• This structure provides you with flexibility, especially if you have a number of business owners or expect changes in owners or you need to own several policies for different purposes. It may increase your costs as you will need to set up and maintain a trust.
  •  Whether tax applies on insurance proceeds will depend on how the arrangements are structured and who receives the payments from the trust.

Company ownership

  • The company running the business owns the insurance policies for each business owner and receives the money if the insured event happens.
  • The company uses the money to buy back the departing owner’s shares. These shares are cancelled and the shares held by the continuing owners will effectively increase in value.
  • Proceeds from term life policies are generally tax free. CGT may apply for TPD or trauma policies. The remaining owners may have a negative CGT impact on their shares as the value of each share will increase but there is no change to the cost base.

Superannuation fund

  • Under this structure, each business owner’s superannuation fund will own the insurance policy. The insurance proceeds are paid tax free into the superannuation fund and is added to the person’s account balance. If the amount is withdrawn from superannuation, lump sum tax may be payable in some circumstances.
  • As part of the Buy/Sell agreement, the receipt of the insurance proceeds can be considered as full or part payment for the departing owner’s business share. This option may create extra complexity due to the restrictions applied by superannuation rules. Legal advice should be sought.

A Buy/Sell agreement and insurance cover should be reviewed on an ongoing basis to ensure it continues to be appropriate for your needs.

Key Person insurance

If a key person is unable to work due to accident, illness or death this may have a significant financial impact on your business. A key person is someone whose inability to work is likely to result in a reduction of revenue and/or increased expenses.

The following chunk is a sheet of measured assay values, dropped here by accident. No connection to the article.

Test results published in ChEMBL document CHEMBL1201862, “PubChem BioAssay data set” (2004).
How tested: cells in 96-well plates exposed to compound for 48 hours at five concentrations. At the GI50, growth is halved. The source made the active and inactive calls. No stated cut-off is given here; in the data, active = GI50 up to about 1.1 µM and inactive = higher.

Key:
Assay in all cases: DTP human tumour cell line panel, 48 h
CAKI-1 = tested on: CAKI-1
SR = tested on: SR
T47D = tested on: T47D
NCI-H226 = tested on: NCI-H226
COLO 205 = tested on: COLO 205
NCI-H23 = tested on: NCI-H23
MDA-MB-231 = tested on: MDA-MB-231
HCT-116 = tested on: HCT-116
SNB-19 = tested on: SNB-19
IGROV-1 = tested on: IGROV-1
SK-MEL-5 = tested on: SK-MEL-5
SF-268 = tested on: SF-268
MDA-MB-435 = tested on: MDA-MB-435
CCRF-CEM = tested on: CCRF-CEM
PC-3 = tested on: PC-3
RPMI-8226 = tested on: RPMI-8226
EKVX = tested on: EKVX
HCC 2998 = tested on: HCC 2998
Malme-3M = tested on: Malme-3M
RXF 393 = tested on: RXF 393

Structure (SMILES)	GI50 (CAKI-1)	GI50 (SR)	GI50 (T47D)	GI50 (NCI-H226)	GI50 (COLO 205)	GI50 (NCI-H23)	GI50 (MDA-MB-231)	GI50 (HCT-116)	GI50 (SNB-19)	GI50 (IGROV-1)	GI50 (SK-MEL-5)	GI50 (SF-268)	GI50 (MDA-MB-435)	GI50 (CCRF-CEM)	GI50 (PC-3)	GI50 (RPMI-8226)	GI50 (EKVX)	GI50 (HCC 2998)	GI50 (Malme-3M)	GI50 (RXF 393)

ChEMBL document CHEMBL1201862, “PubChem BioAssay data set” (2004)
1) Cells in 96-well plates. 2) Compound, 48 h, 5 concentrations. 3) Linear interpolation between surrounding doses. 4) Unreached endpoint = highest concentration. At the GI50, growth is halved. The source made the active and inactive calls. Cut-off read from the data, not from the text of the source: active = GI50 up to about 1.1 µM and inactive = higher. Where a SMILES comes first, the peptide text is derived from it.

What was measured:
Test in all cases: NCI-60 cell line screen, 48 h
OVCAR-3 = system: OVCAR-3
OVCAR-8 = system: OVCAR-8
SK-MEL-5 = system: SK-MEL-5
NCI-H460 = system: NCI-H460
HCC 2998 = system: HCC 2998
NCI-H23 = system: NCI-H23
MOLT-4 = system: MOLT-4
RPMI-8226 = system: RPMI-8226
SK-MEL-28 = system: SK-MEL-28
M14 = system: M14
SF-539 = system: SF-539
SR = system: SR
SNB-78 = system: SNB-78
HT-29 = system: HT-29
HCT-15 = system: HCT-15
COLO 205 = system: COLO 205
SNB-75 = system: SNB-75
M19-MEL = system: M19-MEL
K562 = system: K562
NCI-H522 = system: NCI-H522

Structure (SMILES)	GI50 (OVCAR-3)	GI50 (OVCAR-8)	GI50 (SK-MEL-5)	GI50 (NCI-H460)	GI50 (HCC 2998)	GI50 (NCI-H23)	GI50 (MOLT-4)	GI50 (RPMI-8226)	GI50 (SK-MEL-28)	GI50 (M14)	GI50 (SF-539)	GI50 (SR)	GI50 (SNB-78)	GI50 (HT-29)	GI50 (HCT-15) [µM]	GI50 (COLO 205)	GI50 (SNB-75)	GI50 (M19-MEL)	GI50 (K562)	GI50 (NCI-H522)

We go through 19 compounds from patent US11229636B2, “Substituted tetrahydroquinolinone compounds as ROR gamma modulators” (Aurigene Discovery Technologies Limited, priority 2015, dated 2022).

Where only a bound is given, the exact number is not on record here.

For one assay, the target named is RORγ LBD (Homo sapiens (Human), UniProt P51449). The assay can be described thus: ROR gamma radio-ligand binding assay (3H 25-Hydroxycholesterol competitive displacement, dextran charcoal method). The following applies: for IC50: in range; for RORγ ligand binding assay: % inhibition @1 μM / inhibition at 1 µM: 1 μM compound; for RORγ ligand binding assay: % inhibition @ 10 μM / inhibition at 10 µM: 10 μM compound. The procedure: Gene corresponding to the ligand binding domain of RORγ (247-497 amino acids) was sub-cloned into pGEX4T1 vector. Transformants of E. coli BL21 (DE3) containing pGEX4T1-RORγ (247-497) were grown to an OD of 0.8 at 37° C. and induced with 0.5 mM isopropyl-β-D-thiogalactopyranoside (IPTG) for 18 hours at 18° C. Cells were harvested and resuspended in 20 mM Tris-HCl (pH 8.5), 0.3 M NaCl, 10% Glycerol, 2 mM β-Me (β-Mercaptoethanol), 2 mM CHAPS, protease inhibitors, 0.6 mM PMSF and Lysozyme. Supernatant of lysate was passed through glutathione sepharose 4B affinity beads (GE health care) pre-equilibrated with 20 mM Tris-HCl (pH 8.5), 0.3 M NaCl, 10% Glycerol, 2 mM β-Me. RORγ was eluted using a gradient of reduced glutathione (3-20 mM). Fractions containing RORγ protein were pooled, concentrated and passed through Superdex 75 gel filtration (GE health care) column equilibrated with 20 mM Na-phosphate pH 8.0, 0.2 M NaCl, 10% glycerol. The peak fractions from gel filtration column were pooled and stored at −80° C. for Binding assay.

Insuring your key people will enable you to receive a lump sum to boost the working capital of the business and ride through a potentially difficult period. This may be the difference needed to allow your business to keep running.

How does Key Person insurance work?

A term, Total and Permanent Disability (TPD) or trauma insurance policy is taken out with the key person as the life insured. If the key person is unable to work (due to illness or death), the policy pays a lump sum to the business (or policy owner). The business can use that money to replace the lost revenue or capital value that should be generated by the key person.

What kind of goals can Key Person insurance be used for?

There are usually two purposes for taking out Key Person insurance - maintaining revenue and capital.

A revenue purpose is focused on replacing income lost due to the key person being unable to work. For example, if your key person is a sales person. Other revenue purposes include recruitment costs to find a replacement and training of the new employee.

A capital purpose is used to replace capital if the key person is unable to work. This could relate to the need to repay creditors or repayment to the key person if they have loaned the business money. There may also be an impact on the value of the company.

Your Financial Services Partners Adviser can determine if business succession planning is right for you, after they consider your needs and objectives. They can also determine which other wealth protection strategies can best meet your needs.

Talk to us about how business succession planning and key person insurance might work for you.

If you are ready to start protecting what is important, we can match you with a suitable Financial Services Partners Adviser who will be happy to begin working with you to create a financial plan that's right for you.

To get started, please use our adviser matching service.